According to activists, an Iranian court sentenced a young couple who appeared in a video dancing in front of a prominent landmark in Tehran as a sign of defiance against the regime to more than 10 years in prison each.
Early in November, Astiyazh Haghighi and her fiancé Amir Mohammad Ahmadi, both in their early 20s, were detained when a video of them dancing passionately in front of Tehran’s Azadi Tower went viral.
Haghighi disobeyed the tight regulations for women in the Islamic Republic by refusing to wear a headscarf. Additionally, women are not permitted to dance in public in Iran, much less with a man.
This couple has been sentenced to 10.5 of prison for this public dance in the Azadi Sq in Tehran. It’s hard to believe how little moments of joy are being so violently crushed by IR. Dancing in public has become one of the most powerful forms of resistance in Iran. #MahsaAmini pic.twitter.com/Yz3NpFBwIn
— Fatemeh (Shahrzad) Shams (@ShazzShams) January 30, 2023
A revolutionary court in Tehran sentenced them each to 10 years and six months in prison, as well as bans on using the Internet and leaving Iran, the US-based Human Rights Activists News Agency (HRANA) said.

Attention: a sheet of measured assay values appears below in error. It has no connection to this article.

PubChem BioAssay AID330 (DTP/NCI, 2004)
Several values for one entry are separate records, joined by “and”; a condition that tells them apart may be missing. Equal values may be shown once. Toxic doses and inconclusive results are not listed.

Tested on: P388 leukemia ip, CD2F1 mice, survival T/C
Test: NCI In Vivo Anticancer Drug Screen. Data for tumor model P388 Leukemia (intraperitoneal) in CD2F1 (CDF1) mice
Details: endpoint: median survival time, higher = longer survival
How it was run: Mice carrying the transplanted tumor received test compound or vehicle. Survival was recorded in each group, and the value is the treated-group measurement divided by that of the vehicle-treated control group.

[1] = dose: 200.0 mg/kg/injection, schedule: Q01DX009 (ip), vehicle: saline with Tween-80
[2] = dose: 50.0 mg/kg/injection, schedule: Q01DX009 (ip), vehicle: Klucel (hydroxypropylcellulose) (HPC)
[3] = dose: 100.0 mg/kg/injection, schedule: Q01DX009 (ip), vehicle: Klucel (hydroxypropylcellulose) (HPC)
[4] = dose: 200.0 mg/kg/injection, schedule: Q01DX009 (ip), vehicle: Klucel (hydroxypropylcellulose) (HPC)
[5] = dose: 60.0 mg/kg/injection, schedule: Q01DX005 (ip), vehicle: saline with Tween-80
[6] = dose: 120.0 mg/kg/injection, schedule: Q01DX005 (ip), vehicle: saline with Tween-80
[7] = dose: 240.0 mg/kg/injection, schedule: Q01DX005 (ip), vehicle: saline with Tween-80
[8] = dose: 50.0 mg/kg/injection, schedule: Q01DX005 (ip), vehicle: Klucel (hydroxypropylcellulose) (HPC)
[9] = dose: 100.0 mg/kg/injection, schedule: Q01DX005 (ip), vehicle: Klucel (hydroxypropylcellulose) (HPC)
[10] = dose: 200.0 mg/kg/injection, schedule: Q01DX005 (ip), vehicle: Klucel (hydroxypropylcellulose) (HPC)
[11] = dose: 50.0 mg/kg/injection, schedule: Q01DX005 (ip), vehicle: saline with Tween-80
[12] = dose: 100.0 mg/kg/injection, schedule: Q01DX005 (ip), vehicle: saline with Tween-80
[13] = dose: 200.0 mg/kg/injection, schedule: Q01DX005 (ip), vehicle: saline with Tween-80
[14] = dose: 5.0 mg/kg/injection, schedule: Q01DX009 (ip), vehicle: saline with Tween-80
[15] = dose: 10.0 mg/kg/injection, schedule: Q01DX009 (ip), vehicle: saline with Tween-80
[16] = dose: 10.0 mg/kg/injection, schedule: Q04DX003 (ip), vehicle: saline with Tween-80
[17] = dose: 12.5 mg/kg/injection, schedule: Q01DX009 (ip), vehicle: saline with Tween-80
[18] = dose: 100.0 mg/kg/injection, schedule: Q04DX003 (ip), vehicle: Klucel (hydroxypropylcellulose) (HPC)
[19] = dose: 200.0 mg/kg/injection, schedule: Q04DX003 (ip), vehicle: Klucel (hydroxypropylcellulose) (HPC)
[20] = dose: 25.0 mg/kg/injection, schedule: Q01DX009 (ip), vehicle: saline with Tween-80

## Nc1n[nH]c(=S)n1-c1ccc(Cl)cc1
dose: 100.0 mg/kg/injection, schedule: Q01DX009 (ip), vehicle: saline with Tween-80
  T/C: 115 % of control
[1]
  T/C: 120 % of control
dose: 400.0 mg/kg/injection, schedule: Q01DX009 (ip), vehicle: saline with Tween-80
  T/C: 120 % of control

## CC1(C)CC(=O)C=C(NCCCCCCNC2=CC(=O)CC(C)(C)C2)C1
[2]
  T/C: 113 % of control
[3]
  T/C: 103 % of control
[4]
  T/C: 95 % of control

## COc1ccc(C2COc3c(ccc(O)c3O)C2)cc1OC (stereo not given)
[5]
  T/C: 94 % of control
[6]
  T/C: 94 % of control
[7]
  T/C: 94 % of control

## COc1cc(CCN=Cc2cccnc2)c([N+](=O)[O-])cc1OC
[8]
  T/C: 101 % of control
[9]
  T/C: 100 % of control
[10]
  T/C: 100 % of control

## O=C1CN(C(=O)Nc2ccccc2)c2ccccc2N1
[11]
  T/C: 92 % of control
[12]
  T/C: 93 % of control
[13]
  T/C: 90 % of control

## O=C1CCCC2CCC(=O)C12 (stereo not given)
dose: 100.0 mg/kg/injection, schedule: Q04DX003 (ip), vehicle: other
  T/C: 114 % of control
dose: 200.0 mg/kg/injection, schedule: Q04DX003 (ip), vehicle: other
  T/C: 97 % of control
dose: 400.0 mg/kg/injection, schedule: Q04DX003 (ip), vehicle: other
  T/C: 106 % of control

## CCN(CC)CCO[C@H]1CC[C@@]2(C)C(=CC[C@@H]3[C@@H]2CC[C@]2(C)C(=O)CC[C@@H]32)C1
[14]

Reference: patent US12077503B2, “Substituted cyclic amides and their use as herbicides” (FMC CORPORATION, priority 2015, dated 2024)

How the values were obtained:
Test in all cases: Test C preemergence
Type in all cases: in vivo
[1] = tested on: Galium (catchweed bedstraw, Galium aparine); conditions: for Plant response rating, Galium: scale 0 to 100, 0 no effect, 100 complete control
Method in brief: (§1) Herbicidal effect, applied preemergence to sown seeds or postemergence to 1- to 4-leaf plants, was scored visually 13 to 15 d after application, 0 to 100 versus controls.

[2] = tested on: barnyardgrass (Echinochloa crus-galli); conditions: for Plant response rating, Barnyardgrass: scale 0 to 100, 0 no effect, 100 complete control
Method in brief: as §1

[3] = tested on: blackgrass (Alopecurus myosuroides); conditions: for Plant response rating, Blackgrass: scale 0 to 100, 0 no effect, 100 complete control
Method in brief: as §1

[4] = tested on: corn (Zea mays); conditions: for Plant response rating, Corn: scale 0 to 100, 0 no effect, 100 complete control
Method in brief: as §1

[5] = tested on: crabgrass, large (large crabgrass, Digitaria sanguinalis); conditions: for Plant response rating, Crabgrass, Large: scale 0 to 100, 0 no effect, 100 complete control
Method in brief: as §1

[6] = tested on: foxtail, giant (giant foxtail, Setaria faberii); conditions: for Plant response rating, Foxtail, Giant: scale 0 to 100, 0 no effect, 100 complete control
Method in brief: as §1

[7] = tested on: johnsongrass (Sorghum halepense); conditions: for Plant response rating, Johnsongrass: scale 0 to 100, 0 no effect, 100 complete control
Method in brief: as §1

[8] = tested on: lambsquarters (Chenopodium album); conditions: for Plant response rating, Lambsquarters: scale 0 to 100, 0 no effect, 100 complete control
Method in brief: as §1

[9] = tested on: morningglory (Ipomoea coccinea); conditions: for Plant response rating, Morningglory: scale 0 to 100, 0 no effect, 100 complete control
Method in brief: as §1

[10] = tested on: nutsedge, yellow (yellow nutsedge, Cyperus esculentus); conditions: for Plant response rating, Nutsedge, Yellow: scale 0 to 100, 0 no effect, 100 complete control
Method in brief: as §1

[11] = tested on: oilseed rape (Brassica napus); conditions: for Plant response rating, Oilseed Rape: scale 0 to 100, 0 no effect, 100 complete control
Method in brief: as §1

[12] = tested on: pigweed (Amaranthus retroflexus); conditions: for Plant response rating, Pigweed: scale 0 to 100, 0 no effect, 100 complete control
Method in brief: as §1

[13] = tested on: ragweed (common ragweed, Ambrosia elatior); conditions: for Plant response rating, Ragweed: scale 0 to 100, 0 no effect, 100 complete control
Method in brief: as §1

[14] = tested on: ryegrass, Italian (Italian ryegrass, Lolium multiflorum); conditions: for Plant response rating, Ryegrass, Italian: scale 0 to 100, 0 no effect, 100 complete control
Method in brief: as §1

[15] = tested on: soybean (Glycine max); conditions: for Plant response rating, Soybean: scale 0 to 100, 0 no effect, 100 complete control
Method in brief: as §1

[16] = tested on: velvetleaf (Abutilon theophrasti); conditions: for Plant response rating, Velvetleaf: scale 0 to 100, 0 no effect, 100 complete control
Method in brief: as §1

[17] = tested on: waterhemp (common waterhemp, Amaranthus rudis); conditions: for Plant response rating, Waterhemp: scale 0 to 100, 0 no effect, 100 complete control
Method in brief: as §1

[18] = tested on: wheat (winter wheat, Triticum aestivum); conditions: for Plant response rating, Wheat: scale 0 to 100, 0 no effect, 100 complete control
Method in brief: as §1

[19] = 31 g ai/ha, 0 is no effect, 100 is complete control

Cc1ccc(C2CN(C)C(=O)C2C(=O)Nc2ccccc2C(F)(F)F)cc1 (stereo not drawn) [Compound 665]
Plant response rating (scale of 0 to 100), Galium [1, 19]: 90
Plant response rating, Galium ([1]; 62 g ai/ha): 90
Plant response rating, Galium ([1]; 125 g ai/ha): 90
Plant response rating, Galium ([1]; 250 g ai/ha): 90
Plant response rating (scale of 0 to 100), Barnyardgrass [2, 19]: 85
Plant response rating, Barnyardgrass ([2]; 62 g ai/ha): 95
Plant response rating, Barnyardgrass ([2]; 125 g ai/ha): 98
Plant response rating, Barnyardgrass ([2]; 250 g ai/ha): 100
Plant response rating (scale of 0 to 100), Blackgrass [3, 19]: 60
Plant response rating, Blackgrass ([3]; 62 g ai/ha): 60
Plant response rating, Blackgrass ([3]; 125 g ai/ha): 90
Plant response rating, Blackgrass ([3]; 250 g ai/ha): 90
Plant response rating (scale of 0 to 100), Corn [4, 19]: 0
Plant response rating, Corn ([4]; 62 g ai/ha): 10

The couple, who already had a following in Tehran as popular Instagram bloggers, were convicted of “encouraging corruption and public prostitution” as well as “gathering with the intention of disrupting national security”, it added.
READ MORE: Mounting Security Threats Add To Pakistan’s Struggles
HRANA cited sources close to their families as saying they had been deprived of lawyers during the court proceedings while attempts to secure their release on bail have been rejected.
It said Haghighi is now in the notorious Qarchak prison for women outside Tehran, whose conditions are regularly condemned by activists.
Iranian authorities have clamped down severely on all forms of dissent since the death in September of Mahsa Amini, who had been arrested for allegedly violating the headscarf rules, sparked protests that have turned into a movement against the regime.
At least 14,000 people have been arrested, according to the United Nations, ranging from prominent celebrities, journalists and lawyers to ordinary people who took to the streets.
The couple’s video had been hailed as a symbol of the freedoms demanded by the protest movement, with Ahmadi at one moment lifting his partner in the air as her long hair flowed behind.
One of the main icons of the Iranian capital, the gigantic and futuristic Azadi (Freedom) Tower is a place of huge sensitivity.
It opened under the rule of the last shah Mohammad Reza Pahlavi in the early 1970s when it was known as the Shahyad (In Memory of the Shah) Tower.
It was renamed after the shah was ousted in 1979 with the creation of the Islamic republic. Its architect, a member of the Bahai faith which is not recognised in today’s Iran, now lives in exile.
READ MORE: Global Green Energy Investment Matches Fossil Fuel Spending: Report